5: If you have nothing good to say about a garden you visit, hold your tongue until you leave. Beware of what you say to others. You do NOT own the definition of what a “garden” is and I can assure you that whatever the hell you THINK it is, I can likely argue that you’re wrong, and I’m not the only one. More than likely you like whatever YOUR garden is and maybe, if that’s the case, you should just stay home. Rudeness is not acceptable. It’s amazing what I’ve overheard strangers saying while on tours. Don’t leave your stinking opinion in the air for others.

6: Let’s all go gently with the plant names. Yes, I know mine, but when my garden is open, after having worked on it for months, I might blank on a name. If you cannot speak to the homeowner, take a pic of the plant. Reach out to the garden owner later. They’ll likely be more than happy to tell you what it is. I would never expect a catalog of every plant in a garden and to quiz you on it. If you’re hosting, maybe make a list of your favorites in advance to hand out and point out to people. Label what you can, but don’t sweat it. (Rope in a friend or two if you expect a large crowd. They can also help to field questions from visitors.)

7: Photos. Ah, yes. Never, ever take photos without permission and ALWAYS ask about posting photos on social media. As a blogger (aka garden communicator), this is Rule #1. There are a lot of pics out there in the world, I know, and some of them are of things like my cat going through the drive-thru at a coffeeshop, but those sweet kids who love him always ask if they can post a photo of him on social media. Plants are not pets or people, but folks are connected to the spaces they make and we must respect that privacy. Just ask.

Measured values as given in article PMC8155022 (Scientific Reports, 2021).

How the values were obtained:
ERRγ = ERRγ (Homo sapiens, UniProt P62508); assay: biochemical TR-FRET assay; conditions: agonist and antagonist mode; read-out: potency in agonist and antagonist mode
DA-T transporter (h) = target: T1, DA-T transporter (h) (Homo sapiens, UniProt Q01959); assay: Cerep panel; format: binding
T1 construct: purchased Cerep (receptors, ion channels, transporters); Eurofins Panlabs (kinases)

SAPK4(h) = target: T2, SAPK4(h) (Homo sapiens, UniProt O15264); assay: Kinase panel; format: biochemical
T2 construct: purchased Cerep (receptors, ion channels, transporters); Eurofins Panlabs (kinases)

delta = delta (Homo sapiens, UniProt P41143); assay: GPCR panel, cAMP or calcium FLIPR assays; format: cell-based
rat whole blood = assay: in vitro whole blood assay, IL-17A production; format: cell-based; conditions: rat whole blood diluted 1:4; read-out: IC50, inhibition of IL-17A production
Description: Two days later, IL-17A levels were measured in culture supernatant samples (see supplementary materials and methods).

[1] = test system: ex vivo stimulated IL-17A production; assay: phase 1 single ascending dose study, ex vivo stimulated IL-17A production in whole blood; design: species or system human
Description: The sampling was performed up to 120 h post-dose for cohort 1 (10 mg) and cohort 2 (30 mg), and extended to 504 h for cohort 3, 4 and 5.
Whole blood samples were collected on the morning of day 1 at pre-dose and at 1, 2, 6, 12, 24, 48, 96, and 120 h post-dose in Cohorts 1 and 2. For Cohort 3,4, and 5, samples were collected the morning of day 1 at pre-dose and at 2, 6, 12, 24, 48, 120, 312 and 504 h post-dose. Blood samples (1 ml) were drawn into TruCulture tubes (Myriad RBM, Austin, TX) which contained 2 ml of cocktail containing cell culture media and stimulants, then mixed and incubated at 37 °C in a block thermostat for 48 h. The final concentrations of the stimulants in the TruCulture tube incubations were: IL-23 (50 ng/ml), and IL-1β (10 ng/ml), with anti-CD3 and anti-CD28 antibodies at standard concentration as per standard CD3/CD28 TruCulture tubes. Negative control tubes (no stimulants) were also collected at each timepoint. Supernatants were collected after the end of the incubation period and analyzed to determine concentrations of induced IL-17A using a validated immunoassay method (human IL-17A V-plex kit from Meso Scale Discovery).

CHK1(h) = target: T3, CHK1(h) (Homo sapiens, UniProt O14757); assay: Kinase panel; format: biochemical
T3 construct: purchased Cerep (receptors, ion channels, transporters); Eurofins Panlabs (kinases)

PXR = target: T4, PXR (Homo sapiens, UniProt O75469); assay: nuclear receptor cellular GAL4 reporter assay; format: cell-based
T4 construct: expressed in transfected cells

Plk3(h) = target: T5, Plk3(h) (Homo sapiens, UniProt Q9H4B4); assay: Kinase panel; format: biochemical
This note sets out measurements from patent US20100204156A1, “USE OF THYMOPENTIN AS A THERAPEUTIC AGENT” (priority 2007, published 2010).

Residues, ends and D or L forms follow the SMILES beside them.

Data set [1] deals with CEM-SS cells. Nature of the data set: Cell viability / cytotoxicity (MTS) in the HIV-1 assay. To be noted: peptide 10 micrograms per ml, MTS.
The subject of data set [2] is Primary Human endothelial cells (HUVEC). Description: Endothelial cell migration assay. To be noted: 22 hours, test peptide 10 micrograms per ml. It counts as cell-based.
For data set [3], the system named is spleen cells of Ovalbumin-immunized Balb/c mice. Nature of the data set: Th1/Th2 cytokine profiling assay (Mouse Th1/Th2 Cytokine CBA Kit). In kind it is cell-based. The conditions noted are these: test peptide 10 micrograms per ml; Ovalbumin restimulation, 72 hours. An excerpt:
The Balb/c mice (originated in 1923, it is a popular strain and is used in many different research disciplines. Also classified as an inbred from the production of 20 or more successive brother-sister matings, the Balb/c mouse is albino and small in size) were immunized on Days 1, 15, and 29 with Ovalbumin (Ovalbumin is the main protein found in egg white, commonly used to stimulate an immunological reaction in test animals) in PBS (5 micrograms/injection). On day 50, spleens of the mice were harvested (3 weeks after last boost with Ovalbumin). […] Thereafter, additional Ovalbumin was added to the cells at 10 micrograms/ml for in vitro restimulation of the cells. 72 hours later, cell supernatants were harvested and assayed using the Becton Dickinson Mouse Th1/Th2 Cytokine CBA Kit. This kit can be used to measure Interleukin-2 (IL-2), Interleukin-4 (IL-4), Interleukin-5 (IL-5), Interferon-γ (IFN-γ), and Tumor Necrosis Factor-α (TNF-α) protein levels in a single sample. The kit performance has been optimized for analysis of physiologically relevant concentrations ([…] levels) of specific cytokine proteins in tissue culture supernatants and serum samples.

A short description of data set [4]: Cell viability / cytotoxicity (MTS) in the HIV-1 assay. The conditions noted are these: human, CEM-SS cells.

8: Try to do as much of the work as you can yourself. I open my garden for the Hardy Plant Society of Oregon and it’s a very plant-focused group so many people are advanced hobbyist/amateur home gardeners. Know your audience. If it’s a plant group, or a neighborhood group, hopefully you can inspire some questions about your work, and not your real estate and how much you spent on what you own. It’s not a contest to show off your wealth. Don’t let your fear of not being enough hold you back from jumping in to include your passionate work.

9: Don’t bring your pets unless you know in advance that’s ok. Someone mistakenly walked into my garden with a fairly small leashed dog that immediately chased my cat and it wasn’t cool. Ask, don’t assume.

10: Drink. Drink water the night before you open your garden, drink whatever special beverage you need the next day. Drink coffee during those early morning marathons as you garden away for months in advance. Keep drinking water to stay hydrated. Make iced tea for your crazy friend who comes over in the summer heat to help you. Make cocktails for your friends who come over to listen to you at night. Drink and be merry.

Have fun. Don’t take this open garden rat race thing too seriously. You’re just a person who loves plants and you’re just opening your garden to share it with NICE people. Keep telling your self that they’ll all be the nicest people you’ve ever met, and you know what, almost all of them will be…

Got any great advice or a funny story about an Open Garden? Please post about it in the comments. #themoreyouknow